Immune checkpoint blockade in cancer therapy: New insights, opportunities, and prospects of care
Dr. Allison's group studies basic mechanisms that regulate T-cell responses and interweaves mouse and human studies to improve existing approaches and develop new strategies for manipulating T-cell responses to cure cancer. Allison’s landmark translation studies—showing that the antibody-mediated blockade of CTLA-4 co-inhibitory function could enhance antitumor immunity and result in tumor rejection in mice—prompted the clinical development of ipilimumab, which was approved by the FDA in 2011 as therapy for late-stage melanoma patients. His concept of antibody-mediated blockade of immunologic checkpoints as cancer therapy opened a new field of immunotherapy.
In this lecture Dr. Allison will describe another major activity: building a team of clinicians and physician-scientists who will work together in a state-of-the-art immune-monitoring facility to accelerate the movement of immune-based combinatorial therapies into clinical trials. These trials will not necessarily have conventional clinical endpoints, but will be designed to yield mechanistic data that would inform combinations and schedules likely to have clinical impact. These would be small trials, likely in the pre-surgical or neoadjuvant setting, with the extensive collection and analysis of samples from tumor and local lymphoid tissues as well as peripheral blood. The overall goal of this immense project will be to dissect the immunologic impact of novel therapies and combinations as well as to examine the tumor itself for alterations that may render it resistant to specific mechanisms of immune attack.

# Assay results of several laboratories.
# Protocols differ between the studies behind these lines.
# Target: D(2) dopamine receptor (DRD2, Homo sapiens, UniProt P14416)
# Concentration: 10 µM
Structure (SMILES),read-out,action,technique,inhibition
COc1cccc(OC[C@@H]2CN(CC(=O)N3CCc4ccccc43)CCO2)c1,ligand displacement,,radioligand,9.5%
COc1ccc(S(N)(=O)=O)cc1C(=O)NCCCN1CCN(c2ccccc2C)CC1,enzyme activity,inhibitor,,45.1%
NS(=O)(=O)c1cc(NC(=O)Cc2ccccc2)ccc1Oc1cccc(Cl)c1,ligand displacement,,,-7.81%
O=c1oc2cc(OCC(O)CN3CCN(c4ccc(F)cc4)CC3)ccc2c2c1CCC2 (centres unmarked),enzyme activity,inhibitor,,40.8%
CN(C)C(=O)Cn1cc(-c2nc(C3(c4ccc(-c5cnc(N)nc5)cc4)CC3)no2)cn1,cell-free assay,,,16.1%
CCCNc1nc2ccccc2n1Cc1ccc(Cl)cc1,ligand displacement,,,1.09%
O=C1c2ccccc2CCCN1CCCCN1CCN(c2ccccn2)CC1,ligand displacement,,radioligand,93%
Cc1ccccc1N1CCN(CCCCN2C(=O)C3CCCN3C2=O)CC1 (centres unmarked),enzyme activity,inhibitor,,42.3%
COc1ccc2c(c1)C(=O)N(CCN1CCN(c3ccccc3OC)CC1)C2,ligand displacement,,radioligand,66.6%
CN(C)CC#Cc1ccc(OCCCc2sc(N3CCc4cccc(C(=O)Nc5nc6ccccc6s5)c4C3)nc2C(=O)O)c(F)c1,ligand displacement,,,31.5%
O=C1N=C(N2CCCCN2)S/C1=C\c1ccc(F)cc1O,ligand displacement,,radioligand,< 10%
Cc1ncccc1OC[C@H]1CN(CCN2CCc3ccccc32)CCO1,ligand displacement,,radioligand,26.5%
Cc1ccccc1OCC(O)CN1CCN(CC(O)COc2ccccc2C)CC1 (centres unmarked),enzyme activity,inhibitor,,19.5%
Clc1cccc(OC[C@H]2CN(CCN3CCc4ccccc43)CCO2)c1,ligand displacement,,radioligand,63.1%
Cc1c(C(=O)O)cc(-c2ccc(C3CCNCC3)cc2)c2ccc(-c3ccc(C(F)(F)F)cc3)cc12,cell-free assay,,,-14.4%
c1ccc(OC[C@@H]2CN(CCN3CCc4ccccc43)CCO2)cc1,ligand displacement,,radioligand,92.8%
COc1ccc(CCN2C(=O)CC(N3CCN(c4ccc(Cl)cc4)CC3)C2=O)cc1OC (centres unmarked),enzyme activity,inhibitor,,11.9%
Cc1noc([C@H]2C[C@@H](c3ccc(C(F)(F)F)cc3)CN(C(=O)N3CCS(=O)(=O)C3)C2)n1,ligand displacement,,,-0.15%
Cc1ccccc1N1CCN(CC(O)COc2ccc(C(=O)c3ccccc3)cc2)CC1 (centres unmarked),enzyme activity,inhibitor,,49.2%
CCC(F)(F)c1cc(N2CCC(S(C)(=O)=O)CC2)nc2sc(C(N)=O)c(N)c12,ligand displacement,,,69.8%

The page was last updated on Thursday, June 18, 2015 - 9:42am